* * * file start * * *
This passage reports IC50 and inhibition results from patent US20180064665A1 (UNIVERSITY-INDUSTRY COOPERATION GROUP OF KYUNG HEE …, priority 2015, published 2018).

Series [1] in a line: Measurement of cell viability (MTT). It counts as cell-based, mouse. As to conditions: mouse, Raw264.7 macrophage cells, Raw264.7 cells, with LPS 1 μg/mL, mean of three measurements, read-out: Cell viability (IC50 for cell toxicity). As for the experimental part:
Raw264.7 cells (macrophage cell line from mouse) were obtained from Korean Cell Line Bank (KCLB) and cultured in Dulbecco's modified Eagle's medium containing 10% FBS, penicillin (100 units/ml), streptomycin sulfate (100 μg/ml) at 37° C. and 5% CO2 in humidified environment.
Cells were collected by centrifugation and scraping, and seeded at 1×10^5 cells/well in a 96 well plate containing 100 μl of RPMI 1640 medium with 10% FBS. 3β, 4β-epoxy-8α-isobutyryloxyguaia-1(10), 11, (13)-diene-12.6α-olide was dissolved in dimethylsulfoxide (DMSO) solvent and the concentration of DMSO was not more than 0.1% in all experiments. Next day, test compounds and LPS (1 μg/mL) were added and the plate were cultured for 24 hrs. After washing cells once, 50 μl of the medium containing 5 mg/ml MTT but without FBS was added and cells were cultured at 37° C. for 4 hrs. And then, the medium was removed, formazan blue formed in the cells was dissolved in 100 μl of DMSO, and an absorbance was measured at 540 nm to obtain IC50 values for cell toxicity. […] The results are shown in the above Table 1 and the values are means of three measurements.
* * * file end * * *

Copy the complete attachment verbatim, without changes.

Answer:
This passage reports IC50 and inhibition results from patent US20180064665A1 (UNIVERSITY-INDUSTRY COOPERATION GROUP OF KYUNG HEE …, priority 2015, published 2018).

Series [1] in a line: Measurement of cell viability (MTT). It counts as cell-based, mouse. As to conditions: mouse, Raw264.7 macrophage cells, Raw264.7 cells, with LPS 1 μg/mL, mean of three measurements, read-out: Cell viability (IC50 for cell toxicity). As for the experimental part:
Raw264.7 cells (macrophage cell line from mouse) were obtained from Korean Cell Line Bank (KCLB) and cultured in Dulbecco's modified Eagle's medium containing 10% FBS, penicillin (100 units/ml), streptomycin sulfate (100 μg/ml) at 37° C. and 5% CO2 in humidified environment.
Cells were collected by centrifugation and scraping, and seeded at 1×10^5 cells/well in a 96 well plate containing 100 μl of RPMI 1640 medium with 10% FBS. 3β, 4β-epoxy-8α-isobutyryloxyguaia-1(10), 11, (13)-diene-12.6α-olide was dissolved in dimethylsulfoxide (DMSO) solvent and the concentration of DMSO was not more than 0.1% in all experiments. Next day, test compounds and LPS (1 μg/mL) were added and the plate were cultured for 24 hrs. After washing cells once, 50 μl of the medium containing 5 mg/ml MTT but without FBS was added and cells were cultured at 37° C. for 4 hrs. And then, the medium was removed, formazan blue formed in the cells was dissolved in 100 μl of DMSO, and an absorbance was measured at 540 nm to obtain IC50 values for cell toxicity. […] The results are shown in the above Table 1 and the values are means of three measurements.